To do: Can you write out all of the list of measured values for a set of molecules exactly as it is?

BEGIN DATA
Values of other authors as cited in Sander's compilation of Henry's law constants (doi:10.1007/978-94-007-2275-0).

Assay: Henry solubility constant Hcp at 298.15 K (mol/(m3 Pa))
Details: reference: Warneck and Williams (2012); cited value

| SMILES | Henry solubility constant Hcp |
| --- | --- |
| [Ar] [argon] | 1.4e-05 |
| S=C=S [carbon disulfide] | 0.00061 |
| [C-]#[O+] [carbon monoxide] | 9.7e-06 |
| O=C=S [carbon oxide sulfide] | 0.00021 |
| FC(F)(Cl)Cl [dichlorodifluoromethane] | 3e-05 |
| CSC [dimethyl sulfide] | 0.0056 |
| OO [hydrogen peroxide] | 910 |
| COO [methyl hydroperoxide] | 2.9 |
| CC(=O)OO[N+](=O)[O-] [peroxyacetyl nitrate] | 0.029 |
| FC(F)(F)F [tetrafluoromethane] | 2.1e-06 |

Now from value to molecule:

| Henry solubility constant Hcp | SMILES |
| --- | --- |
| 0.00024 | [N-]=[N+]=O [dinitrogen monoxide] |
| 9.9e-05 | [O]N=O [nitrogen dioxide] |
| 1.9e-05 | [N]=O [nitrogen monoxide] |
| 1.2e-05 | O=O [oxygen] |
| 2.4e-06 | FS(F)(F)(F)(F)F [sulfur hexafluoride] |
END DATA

Values of other authors as cited in Sander's compilation of Henry's law constants (doi:10.1007/978-94-007-2275-0).

Assay: Henry solubility constant Hcp at 298.15 K (mol/(m3 Pa))
Details: reference: Warneck and Williams (2012); cited value

| SMILES | Henry solubility constant Hcp |
| --- | --- |
| [Ar] [argon] | 1.4e-05 |
| S=C=S [carbon disulfide] | 0.00061 |
| [C-]#[O+] [carbon monoxide] | 9.7e-06 |
| O=C=S [carbon oxide sulfide] | 0.00021 |
| FC(F)(Cl)Cl [dichlorodifluoromethane] | 3e-05 |
| CSC [dimethyl sulfide] | 0.0056 |
| OO [hydrogen peroxide] | 910 |
| COO [methyl hydroperoxide] | 2.9 |
| CC(=O)OO[N+](=O)[O-] [peroxyacetyl nitrate] | 0.029 |
| FC(F)(F)F [tetrafluoromethane] | 2.1e-06 |

Now from value to molecule:

| Henry solubility constant Hcp | SMILES |
| --- | --- |
| 0.00024 | [N-]=[N+]=O [dinitrogen monoxide] |
| 9.9e-05 | [O]N=O [nitrogen dioxide] |
| 1.9e-05 | [N]=O [nitrogen monoxide] |
| 1.2e-05 | O=O [oxygen] |
| 2.4e-06 | FS(F)(F)(F)(F)F [sulfur hexafluoride] |